Morning Light, Newgale – Ruth Coulson
After storm Ophelia hit West Wales, I went for a walk on the beach. The council were out with their diggers putting the beach back on the beach instead of it being two feet thick across the road. Large pebbles still lay where they’d been flung across the car park, the grass banks were flattened by salt water, and seabirds swam happily across the campsite on the far side of the road. True to God’s holy ordinance, the parking-ticket machine still worked.
I pressed the green button for my free thirty minutes, which allows me to march down to a particular rock, play in some rock pools for five minutes, and march back again. I could spend a pound and have a relaxing hour, but that would mean putting my hand in my pocket and that only happens when I need a dog poo bag, a tissue, or to run my fingers over my worry stone, a smooth, dark green pebble with black bands that I picked up on this very beach some years ago and which never leaves my pocket.
When I say play in some rock pools, I mean sit on a rock while the dog plays in some rock pools, but she has enough fun for both of us so it amounts to the same thing. Anyway, Storm Ophelia had sculpted the beach in new and exciting ways. The wooden boards put down for wheelchair access had been rearranged to provide a new and puzzling way for the able and disabled to access the beach that resembled a disjointed roller-coaster. There were rock pools where I’ve never seen rock pools before, larger and deeper than usual, much to the delight of said pup, but the acres of smooth, flat, untrammelled sand and the bastions of ancient cliff were the same as ever, as if Ophelia had merely passed by unnoticed.
The patterns left by the receding tide as it ebbs and flows delight me. No sculptor with the finest tools could emulate the perfect symmetries and intricacies of nature’s designs, and the sea is an old master. The other day I saw three sandbanks that had been undercut by the tide and the stream that empties onto the beach. Each sandbank was finely and deeply perforated by perfectly round holes of varying sizes where pebbles had been tossed into the air by the surf and had come down, plonk, onto the soft sand. Needless to say, I had forgotten to take my camera. I would blame this on God too but in all conscience I can’t. I’m forgetful.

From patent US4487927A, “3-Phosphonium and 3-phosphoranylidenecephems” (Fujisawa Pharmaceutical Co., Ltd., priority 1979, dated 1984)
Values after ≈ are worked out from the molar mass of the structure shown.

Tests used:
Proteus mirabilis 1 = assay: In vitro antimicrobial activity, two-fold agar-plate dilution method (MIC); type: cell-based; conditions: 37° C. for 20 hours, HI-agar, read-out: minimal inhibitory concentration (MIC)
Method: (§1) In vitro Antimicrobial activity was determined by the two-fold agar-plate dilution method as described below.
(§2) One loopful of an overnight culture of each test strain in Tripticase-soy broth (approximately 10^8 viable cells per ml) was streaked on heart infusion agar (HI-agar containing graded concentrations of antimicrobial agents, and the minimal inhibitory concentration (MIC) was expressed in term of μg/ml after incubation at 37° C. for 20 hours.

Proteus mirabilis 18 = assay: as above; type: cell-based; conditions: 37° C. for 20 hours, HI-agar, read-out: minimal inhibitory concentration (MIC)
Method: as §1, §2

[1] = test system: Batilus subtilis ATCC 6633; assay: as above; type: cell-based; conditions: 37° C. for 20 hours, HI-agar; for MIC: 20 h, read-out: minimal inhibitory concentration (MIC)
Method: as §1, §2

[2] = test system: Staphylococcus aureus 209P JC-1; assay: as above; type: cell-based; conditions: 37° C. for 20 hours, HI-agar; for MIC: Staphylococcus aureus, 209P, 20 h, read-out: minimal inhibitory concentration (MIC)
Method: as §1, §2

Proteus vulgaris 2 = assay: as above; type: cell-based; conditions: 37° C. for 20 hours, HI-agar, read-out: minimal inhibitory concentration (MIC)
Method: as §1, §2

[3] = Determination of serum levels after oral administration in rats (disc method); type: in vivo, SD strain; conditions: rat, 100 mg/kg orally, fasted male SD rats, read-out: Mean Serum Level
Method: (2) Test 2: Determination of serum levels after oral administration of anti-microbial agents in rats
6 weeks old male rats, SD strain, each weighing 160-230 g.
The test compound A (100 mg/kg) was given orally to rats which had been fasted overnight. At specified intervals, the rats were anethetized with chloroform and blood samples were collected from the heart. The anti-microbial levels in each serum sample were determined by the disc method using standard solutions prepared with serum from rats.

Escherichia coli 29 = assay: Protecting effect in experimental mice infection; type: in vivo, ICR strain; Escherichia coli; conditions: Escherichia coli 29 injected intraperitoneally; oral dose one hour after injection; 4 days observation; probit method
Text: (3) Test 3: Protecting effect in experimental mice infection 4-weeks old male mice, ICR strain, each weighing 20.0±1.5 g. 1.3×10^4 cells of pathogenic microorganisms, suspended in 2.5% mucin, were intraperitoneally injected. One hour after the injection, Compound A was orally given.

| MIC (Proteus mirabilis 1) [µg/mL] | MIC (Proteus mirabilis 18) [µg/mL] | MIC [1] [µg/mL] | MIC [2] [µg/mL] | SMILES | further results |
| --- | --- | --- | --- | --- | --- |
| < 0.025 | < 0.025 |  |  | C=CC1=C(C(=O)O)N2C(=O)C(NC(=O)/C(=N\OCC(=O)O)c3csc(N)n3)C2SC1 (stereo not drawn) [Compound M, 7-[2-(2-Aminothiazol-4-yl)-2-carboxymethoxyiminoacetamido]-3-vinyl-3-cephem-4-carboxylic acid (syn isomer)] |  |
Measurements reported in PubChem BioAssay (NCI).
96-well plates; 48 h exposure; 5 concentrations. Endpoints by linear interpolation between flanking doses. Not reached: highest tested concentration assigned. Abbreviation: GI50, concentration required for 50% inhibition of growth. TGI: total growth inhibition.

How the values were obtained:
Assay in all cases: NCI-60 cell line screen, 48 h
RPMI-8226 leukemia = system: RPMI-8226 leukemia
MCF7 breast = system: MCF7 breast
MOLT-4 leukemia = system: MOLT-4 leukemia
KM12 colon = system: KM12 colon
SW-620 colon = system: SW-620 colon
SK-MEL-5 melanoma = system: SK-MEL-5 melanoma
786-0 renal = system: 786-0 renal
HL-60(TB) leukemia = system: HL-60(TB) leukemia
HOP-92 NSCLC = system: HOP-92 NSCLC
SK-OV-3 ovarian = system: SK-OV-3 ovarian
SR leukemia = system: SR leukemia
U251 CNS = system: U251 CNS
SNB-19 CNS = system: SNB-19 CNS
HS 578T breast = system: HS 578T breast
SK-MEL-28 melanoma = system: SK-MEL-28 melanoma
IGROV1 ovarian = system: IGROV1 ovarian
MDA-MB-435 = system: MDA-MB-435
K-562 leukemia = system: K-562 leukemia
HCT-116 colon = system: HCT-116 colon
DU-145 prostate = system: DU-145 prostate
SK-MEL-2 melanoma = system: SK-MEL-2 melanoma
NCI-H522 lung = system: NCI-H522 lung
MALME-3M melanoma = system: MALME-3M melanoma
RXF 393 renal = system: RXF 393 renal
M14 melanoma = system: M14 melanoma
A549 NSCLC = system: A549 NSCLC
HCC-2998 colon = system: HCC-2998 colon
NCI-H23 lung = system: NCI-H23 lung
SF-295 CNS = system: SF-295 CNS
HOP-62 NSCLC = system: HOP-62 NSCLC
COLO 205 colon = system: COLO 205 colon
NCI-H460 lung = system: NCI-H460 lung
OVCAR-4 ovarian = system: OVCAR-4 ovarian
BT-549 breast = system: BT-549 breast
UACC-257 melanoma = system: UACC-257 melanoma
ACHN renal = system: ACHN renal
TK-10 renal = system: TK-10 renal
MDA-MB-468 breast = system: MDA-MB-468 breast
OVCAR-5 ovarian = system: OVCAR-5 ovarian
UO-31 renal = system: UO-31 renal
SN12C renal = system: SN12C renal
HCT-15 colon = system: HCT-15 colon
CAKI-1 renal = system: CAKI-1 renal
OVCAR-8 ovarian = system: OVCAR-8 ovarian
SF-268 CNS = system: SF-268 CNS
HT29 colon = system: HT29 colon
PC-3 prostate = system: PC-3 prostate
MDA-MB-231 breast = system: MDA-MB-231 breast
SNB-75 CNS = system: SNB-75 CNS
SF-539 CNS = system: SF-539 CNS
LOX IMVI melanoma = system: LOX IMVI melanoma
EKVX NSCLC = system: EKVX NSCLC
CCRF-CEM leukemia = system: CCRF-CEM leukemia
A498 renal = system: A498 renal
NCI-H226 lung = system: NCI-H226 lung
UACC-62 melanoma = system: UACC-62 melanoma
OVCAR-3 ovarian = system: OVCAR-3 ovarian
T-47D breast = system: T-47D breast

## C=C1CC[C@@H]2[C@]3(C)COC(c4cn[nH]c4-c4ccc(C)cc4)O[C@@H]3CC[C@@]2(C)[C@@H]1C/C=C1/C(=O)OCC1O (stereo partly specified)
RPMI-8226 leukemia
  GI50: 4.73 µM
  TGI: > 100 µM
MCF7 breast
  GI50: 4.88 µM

The storms of life may rearrange our personal sand sculptures, but natural entropy ensures life’s beaches remain the same: flat and flawlessly smooth. We struggle to be something more than we are, to take that perfect photograph, paint that jaw-dropping painting, write something of literary genius, or attain the highest merit in our particular field, but the extraordinary within us is hidden by the mediocrity of human flesh and eventually extinguished by that same entropy. Dust to dust.
What is the point of this rambling? I think it’s the indomitability of the human spirit. We are totally at the mercy of whatever nature, God, call it what you will, throws at us without conscious thought, gravity will always hold us down, and entropy will eventually grind us to the most infinitesimal particle, and yet we never stop striving. We are always out there after a storm shovelling away the beach from the road, attempting to defy gravity and entropy, and making our own ephemeral patterns in the sand. We are the perpetual motion that is life.